“Did you know your committee members can’t vote when they are behind with their levies? Or that they can’t vote when the person who nominated them for election is similarly unfinancial? All the details are HERE.”
I did not know that and I find it hard to believe that once elected a committee member’s vote can be blocked if the person who nominated subsequently becomes unfinancial. I may have misunderstood the quote above but that’s how it reads to me.
I followed the link: “All the details are HERE” in the hope of finding a reference to the rule but frustratingly reached the “Page not found?” page. Could someone please provide the authority for this?01/01/2020 at 10:13 pm #47210
NSW Strata Schemes Management Act (2015)
Section 9 Decisions at meetings
(4) Voting rights cannot be exercised if contributions not paid
A member of the strata committee is not entitled to vote on any motion put or proposed to be put to the strata committee if the member was, or was nominated as a member by a member who was, an unfinancial owner of a lot in the strata scheme at the date notice of the meeting was given and the amounts owed by the unfinancial owner were not paid before the meeting.
Don’t know why you got the “Page Not Found” but the fact that you replied to a completely different post makes me hesitant to assume it’s our error. However, if anyone else hit that problem, please let us know as I have been unable to replicate the fault at this end.
And if you still don’t believe us, have a look here: https://www.legislation.nsw.gov.au/#/view/act/2015/50/sch202/01/2020 at 6:56 pm #47233PerplexedFlatchatter
Hi there! And happy 2020!
We have an on-going committee member who has been on the OC for years. He is financial on one or two of his lots but has been unfinancial on several others, for that entire period.
Owners have questioned both the building and strata managers about the legality of his position but have been told, repeatedly, that he is allowed to continue to hold his position and vote on all matters – including re-electing himself – because he is financial on one of his lots.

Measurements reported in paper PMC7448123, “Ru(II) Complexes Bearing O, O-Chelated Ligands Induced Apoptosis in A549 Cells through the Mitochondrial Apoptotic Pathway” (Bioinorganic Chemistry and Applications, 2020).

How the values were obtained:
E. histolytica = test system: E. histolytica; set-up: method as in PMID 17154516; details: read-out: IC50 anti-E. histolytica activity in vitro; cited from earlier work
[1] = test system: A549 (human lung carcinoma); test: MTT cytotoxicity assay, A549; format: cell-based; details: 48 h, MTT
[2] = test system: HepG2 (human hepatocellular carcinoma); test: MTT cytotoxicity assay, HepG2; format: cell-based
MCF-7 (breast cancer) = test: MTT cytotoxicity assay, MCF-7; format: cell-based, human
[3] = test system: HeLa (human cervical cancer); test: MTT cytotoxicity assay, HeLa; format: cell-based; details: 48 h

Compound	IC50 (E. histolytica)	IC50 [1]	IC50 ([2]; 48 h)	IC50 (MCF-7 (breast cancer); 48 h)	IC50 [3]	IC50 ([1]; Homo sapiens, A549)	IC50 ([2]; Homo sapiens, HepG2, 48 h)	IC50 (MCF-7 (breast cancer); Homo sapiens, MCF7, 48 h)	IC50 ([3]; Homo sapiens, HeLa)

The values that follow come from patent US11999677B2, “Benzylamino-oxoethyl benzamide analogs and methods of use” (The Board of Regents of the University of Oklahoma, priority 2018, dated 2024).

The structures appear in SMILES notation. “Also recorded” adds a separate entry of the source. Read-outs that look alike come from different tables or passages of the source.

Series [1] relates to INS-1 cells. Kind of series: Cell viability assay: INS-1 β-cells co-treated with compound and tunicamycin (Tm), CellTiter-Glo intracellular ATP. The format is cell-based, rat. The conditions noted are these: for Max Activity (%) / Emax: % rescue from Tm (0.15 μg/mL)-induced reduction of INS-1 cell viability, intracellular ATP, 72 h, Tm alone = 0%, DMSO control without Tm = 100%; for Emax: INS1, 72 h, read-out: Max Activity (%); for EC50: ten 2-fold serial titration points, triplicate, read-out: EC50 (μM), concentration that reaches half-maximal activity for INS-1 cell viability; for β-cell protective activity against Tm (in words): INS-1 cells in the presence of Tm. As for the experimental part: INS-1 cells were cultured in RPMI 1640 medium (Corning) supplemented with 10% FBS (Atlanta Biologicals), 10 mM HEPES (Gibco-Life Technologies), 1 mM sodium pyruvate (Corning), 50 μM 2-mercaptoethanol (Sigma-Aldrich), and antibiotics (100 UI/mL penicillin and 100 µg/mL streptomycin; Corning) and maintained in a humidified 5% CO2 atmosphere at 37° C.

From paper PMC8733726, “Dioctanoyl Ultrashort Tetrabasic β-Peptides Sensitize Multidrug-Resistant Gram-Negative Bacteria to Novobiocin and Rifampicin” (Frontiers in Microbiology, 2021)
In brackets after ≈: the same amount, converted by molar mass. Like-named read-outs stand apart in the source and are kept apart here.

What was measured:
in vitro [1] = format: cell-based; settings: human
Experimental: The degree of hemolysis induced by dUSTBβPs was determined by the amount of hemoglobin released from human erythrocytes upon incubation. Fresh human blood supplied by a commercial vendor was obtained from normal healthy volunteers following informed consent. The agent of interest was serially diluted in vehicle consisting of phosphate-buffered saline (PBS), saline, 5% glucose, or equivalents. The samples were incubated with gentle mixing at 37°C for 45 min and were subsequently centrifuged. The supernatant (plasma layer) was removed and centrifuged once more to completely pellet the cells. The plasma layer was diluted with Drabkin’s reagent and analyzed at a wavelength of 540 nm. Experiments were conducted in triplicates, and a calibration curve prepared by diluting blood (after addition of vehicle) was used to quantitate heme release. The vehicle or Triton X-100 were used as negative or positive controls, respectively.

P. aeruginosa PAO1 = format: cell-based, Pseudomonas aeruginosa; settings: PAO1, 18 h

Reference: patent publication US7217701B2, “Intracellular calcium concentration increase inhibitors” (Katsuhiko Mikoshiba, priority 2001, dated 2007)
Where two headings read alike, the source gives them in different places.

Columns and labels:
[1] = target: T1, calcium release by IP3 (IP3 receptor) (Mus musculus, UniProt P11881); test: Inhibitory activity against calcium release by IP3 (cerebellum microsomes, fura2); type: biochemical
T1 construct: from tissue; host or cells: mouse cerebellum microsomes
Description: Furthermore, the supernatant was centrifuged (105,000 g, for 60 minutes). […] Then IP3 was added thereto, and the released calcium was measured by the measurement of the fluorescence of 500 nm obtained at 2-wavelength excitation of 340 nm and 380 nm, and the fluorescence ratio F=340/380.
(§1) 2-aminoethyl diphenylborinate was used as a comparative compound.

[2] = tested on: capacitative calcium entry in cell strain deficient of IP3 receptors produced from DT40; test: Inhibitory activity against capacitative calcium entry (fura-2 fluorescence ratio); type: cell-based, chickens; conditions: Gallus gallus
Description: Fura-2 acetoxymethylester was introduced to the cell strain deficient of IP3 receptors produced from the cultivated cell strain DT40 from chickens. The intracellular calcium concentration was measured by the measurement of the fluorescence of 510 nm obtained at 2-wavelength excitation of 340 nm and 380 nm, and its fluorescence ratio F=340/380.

Owners don’t believe that response but have been unable to sway the powers that be to exclude him from being re-elected, each year.
Could you pls clarify this point and direct us to any clause in the act which deals with this loophole?
And if he is illegally on the OC – what can we do about it, now?
Tku!04/01/2020 at 2:26 pm #47309
As long as he has one property and it is financial, then he can still stand for election and vote.
However, only the unit entitlements for that property are counted in an vote at a general meeting. His unit entitlements for the unfinancial properties do not count in any vote or election at a general meeting.
He may not also nominate another person for election to the committee as that nomination has been used up and an owner can’t nominate anyone else if they are standing for election themselves. If he were financial in, say two other properties, he could nominate two other people.
If it makes it clearer, you have to differentiate between the person and the lot owner.
If he owns lots A, B and C, he should be considered as three different entities – Owner Lot A, Owner Lot B and Owner Lot C. If lot A is financial but the others aren’t then the owner of Lot A has full voting rights but the owners of Lots B and C don’t.
Frankly, I would be more worried about him paying all he owes on the other lots then nominating his mates on to the committee, regardless of whether they were owners or not.
And how come he gets himself elected every time? Just reduce the numbers on the committee, and make sure he has fewer votes than anyone else.